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The Law of the Father, the Law of the Land: Power, Gender and Race in The Shield

Published online by Cambridge University Press:  24 October 2007


This article examines the construction of gender and race in the television series The Shield (FX 2002–). The article argues that while The Shield seems to offer an ostensibly progressive vision of a multi-cultural society in which race and gender represent no barrier to the possession of legitimate authority, the series premises the possibility of such access to power on the continuing possession of “real” power by a paternalistic white, male figure, thus presenting a regressive conservative vision of gender and race relations in contemporary US society.

Research Article
Copyright © Cambridge University Press 2007

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1 John Sumser, Morality and Social Order in Television Crime Drama (Jefferson, North Carolina and London: McFarland and Company, 1996), 154.

2 Ibid.., 154, 155.

3 Ibid.., 155.

4 For example, 24 (Fox 2001–), Deadwood (HBO 2004–).

5 Season 1 DVD: Special Features (Columbia Tristar Home Entertainment, 2003).

6 Season 1, Episode 1: “Pilot.”

7 Season 1, Episode 1: “Pilot.”

8 See Kristal Brent Zook, Color by Fox: The Fox Network and the Revolution in Black Television (New York: Oxford University Press 1999); and Donald Bogle, Prime Time Blues: African Americans on Network Television (New York: Farrar, Straus and Giroux, 2001).

9 Nama, A., “More Symbol than Substance: African American Representation in Network Television Dramas,” Race and Society, 6 (2003), 2138CrossRefGoogle Scholar, 24.

10 See Astrid Henry, “Orgasms and Empowerment: Sex and the City and the Third Wave Feminism,” in Kim Akass and Janet McCabe, eds., Reading Sex and the City (London: I. B. Tauris, 2004), 65–82; and Susan Zieger, “Sex and the Citizen in Sex and the City's New York,” in ibid., 96–111.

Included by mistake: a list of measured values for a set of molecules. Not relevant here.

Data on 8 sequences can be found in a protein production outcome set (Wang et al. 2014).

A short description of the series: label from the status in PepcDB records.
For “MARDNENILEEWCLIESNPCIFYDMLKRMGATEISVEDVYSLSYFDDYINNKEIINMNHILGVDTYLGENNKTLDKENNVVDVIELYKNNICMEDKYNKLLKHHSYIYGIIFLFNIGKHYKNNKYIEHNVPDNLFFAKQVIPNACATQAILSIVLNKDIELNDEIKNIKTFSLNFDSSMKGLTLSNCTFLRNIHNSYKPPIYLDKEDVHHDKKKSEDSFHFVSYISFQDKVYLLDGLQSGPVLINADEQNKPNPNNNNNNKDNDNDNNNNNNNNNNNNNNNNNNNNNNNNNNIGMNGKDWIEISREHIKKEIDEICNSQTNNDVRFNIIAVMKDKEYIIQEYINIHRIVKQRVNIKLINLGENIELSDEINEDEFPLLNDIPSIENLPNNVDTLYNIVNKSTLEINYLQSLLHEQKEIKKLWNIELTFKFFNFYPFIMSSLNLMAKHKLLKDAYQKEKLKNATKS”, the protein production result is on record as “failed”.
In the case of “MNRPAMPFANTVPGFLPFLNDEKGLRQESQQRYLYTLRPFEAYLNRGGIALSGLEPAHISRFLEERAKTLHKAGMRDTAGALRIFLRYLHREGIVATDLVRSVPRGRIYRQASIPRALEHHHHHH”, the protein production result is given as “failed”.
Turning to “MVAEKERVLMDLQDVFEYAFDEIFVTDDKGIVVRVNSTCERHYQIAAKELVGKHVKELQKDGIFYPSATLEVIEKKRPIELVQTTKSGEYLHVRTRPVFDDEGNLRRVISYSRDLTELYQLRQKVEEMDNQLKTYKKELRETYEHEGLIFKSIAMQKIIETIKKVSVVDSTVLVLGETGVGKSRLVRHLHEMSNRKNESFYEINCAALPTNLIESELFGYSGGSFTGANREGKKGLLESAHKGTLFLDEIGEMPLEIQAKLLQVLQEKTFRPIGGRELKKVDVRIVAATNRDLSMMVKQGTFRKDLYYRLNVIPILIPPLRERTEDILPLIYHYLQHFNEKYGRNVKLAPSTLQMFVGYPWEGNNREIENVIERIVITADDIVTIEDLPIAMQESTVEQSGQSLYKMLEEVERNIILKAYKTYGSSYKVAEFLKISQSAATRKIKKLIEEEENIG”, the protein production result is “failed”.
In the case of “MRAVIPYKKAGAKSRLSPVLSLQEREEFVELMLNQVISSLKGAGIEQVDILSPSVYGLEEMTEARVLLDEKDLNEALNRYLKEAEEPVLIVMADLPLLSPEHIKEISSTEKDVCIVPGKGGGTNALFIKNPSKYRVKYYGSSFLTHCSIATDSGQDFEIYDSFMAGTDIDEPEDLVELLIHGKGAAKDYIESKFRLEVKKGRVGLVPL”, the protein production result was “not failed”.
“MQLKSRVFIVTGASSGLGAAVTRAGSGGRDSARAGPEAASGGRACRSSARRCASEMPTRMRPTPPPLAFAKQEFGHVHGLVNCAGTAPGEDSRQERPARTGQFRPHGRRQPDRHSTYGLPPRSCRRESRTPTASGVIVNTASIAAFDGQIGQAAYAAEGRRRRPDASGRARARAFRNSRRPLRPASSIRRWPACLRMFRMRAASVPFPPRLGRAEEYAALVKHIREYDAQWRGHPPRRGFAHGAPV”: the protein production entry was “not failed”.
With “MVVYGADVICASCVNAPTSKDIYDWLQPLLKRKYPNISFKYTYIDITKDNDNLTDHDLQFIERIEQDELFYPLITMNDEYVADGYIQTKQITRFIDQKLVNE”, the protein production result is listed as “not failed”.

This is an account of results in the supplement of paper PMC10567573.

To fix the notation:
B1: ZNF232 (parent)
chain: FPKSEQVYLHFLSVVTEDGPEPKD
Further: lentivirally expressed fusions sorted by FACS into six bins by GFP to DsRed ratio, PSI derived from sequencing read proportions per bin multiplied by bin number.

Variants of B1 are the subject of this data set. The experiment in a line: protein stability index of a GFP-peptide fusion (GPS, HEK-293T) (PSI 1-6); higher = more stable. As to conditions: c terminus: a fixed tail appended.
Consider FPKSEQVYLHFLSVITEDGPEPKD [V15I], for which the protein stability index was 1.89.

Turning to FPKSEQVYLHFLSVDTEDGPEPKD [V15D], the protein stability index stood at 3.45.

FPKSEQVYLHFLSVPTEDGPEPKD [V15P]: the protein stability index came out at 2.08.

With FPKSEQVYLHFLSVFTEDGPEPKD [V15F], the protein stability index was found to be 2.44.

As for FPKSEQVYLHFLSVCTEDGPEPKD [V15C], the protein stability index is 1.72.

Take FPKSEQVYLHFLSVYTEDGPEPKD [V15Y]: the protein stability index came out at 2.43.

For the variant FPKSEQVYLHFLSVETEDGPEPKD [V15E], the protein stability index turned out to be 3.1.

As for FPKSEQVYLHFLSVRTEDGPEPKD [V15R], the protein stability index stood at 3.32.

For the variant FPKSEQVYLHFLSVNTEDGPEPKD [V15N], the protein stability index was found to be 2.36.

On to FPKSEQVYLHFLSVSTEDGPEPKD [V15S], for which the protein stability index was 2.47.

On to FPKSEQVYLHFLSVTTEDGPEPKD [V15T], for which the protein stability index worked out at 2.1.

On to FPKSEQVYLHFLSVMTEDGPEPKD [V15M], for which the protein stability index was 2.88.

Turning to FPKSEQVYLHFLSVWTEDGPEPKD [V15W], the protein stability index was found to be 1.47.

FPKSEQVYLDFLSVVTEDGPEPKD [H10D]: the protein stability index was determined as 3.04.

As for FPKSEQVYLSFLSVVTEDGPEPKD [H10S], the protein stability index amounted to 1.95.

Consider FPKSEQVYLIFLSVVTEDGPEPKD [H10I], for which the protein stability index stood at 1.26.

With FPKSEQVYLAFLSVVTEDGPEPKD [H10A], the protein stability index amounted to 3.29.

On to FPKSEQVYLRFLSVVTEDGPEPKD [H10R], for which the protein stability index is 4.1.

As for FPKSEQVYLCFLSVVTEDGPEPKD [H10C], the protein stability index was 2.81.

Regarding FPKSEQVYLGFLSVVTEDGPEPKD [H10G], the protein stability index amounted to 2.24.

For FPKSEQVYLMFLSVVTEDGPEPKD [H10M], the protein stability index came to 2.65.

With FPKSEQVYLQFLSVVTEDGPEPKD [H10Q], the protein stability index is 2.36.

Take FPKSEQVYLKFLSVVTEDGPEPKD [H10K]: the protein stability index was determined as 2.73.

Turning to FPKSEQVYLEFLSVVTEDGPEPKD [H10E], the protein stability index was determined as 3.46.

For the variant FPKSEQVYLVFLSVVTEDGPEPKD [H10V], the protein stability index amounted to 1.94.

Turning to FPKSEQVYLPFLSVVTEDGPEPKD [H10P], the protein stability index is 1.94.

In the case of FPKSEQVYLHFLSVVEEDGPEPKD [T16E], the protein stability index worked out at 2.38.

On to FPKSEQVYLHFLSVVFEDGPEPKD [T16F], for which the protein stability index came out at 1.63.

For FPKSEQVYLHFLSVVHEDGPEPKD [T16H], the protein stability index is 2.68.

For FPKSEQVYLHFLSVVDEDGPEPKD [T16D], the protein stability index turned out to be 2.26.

11 Auster, Albert, “It's Friendship … Television Quarterly, 28, 3 (1996), 27Google Scholar, 6.

12 See, for example, A. D. Collier, “ER Star Eriq LaSalle”, Ebony (August 1999), 52; Herman Gray, Watching Race: Television and the Struggle for “Blackness”, (Minneapolis: University of Minnesota Press, 1995); Brian Lowry, “NBC: Last Minute Deal Locks in Friends for Fall,” Los Angeles Times, 15 May 2000, F.1; Broadcasting and Cable, “New Study by the Screen Actor's Guild Found that African-Americans on Television are ‘Ghettoized’ and Underrepresented on both Fox and NBC,” Broadcasting and Cable, 28 February 2000, 69; Zook.

13 Herman Gray, “Black Representation in the Post Network, Post Civil Rights World of Global Media,” in Simon Cottle, ed., Ethnic Minorities and the Media (Maidenhead and Philadelphia: Open University Press, 2000), 118–29, 123.

14 Nama, 24; emphasis in original.

15 Ibid.., 24.

16 Numerous ethnic minority characters, constructed as educated professionals, populate the diegetic worlds of CSI: Crime Scene Investigation, CSI: Miami, CSI: New York, Law and Order, Law and Order: Special Victims Unit, Law and Order: Criminal Intent, and 24.

17 Zook, 107.

18 Nama, 25.

19 Ibid.., 33.

20 Quoted in Bogle, Prime Time Blues, 437.

21 Micheal C. Pounds, Race in Space: The Representation of Ethnicity in Star Trek and Star Trek: The Next Generation, (Lanham, MD and London: The Scarecrow Press, 1999), 173.

22 Fuchs, Cynthia, “Terrordome,” Flow, 2, 3 (2005), 2Google Scholar, available at; accessed 3 May 2005.

23 Season 1, Episode 3: “The Spread.”

24 Season 1, Episode 1: “Pilot.”

25 Season 1, Episode 6: “Cherrypoppers.”

26 Season 2, Episode 1: “The Quick Fix.”

27 Season 2, Episode 6: “Homewrecker.”

28 Season 3, Episode 6: “Posse Up.”

29 Season 3, Episode 9: “Slipknot.”

30 Season 4, Episode 1: “The Cure.”

31 Season 4, Episode 5: “Tar Baby.”

32 Season 1, Episode 2.

33 Season 1, Episode 5: “Blowback.”

34 Season 1, Episode 7: “Pay in Pain.”

35 Season 2, Episode 1: “The Quick Fix.”

36 Season 3, Episode 2: “Blood and Water.”

37 Season 3, Episode 4: “Streaks and Tips.”

38 Season 4, Episode 5.

39 Season 4, Episode 7: “Hurts.”

40 Street slang meaning police.

41 Season 4, Episode 8: “Cut Throat.”

42 The ongoing Internal Affairs investigation and Dutch's affair with Mackey's ex-wife threaten his standing as both symbolic and literal father.

43 Season 2, Episode 2.

44 Although not actually Mexican Independence Day, Cinco de Mayo is commonly confused with that celebration of Mexican autonomy, and that is the symbolic function of the reference in this quotation.